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Science of the Arctic

The Arctic is on the frontier of global change impacts.

The scientific evidence that the world’s climate is changing and that this is mainly the result of human activities is extensive, robust and clear. The Arctic environment is undergoing rapid change which has the potential to impact the UK and the rest of the world, yet it is still not fully understood. British Antarctic Survey research aims to determine what drives the unprecedented changes seen in the Arctic, and identify their possible future consequences.

The Koldewey Station at Ny Alesund on Svalbard, is run by the German Alfred Wegener Institute (AWI for the observation of the north polar stratosphere. A variety of optical instruments are installed on and operated from the roof of this building. An infrared spectrometer measures type and quantity of trace gases in the troposphere and stratosphere. A photometer which uses the sun and the moon as light sources measures the optical depth of atmospheric aerosols throughout the year. The concentration of ozone and aerosols in the atmosphere is determined by means of a so-called LIDAR (laser-‘radar’) seen here clearly above the station. In addition, from the bulding to the left, balloon-borne sensors record temperature, humidity and air pressure, as well as ozone-profiles.
The German Koldewey Station in Ny-Ålesund on Svalbard.

Climate change is the greatest threat facing the Arctic and presents a scientific challenge with important societal implications. The UK is working to build an understanding of the threats of climate change and the opportunities for action.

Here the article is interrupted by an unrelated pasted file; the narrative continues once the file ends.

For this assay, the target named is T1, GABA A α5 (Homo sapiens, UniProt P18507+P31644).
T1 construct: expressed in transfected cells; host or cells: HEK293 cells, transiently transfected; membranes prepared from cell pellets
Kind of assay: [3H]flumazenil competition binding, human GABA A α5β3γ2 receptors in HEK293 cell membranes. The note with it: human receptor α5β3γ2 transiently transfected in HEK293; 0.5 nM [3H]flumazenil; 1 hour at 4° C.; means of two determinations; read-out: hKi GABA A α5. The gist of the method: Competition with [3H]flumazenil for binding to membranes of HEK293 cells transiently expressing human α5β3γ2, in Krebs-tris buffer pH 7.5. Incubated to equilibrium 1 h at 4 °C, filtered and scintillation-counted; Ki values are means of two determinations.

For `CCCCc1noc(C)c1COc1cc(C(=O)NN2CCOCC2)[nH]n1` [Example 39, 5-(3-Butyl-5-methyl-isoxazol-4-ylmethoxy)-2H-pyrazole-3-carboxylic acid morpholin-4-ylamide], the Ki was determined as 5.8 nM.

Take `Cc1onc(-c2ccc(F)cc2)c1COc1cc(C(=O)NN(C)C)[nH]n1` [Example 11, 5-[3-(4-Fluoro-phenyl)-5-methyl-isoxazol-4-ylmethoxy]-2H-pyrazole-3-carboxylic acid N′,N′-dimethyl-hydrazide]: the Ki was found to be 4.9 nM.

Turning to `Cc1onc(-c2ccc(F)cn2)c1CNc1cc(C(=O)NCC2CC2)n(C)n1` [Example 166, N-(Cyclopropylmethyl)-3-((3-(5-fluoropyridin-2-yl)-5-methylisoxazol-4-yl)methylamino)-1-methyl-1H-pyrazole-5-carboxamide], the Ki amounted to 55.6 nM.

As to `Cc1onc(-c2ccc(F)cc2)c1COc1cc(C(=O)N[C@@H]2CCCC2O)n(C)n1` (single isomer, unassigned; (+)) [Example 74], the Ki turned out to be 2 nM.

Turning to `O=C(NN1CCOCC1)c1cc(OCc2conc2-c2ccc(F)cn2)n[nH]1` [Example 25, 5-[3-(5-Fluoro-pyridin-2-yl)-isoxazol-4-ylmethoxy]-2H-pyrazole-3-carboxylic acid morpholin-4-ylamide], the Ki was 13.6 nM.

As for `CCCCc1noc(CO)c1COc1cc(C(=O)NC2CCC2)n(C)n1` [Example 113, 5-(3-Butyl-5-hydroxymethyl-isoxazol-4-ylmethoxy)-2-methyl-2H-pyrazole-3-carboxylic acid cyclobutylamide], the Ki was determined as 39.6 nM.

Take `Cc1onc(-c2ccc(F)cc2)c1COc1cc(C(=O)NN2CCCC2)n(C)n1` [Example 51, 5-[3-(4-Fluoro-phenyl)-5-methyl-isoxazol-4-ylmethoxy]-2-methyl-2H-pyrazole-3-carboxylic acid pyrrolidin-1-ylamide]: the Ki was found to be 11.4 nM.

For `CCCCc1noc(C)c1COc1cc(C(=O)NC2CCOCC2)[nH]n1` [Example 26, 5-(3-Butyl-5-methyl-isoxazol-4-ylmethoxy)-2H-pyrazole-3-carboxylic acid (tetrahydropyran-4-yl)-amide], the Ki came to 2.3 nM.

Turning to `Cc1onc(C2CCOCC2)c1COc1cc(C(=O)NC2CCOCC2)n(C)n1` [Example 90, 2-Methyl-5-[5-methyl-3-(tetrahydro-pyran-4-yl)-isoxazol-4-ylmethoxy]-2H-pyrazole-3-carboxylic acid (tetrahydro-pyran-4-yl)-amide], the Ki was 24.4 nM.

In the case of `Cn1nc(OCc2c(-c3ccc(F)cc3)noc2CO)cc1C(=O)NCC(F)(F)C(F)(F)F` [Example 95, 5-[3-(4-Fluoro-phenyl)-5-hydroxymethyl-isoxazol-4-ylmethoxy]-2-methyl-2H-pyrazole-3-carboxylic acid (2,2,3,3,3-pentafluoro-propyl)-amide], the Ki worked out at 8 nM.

As well as undertaking its own Arctic research in areas such as oceanography, atmospheric chemistry, sea-ice and ice-sheet dynamics, hydrology, terrestrial biology and regional modelling, British Antarctic Survey also manages and contributes to externally-funded programmes of research into the changing Arctic. These programmes foster international scientific collaboration, bringing together multi-disciplinary teams of Arctic experts, and provide robust scientific evidence to back up global Arctic policy.

Arctic Research Programme

The NERC-funded Arctic Research Programme was launched in 2010 to address specific topics of scientific uncertainty in the Arctic region and is coordinated and managed by a team at British Antarctic Survey. The £15m research effort is working over a five-year period to address key questions about what is behind the environmental changes occurring in the Arctic and how they can impact on levels of greenhouse gas and influence extreme weather events in the future.
Find out more about the Arctic Research Programme.


ICE-ARC is an EU FP7 funded programme of research running for four years, and is co-ordinated and managed by a team at British Antarctic Survey. It brings together physicists, chemists, biologists, economists, and sociologists from 21 institutes from 11 countries across Europe. With a budget of €11.5M the team aims to understand and quantify the multiple stresses involved in the change in the Arctic marine environment.
Find out more about ICE-ARC.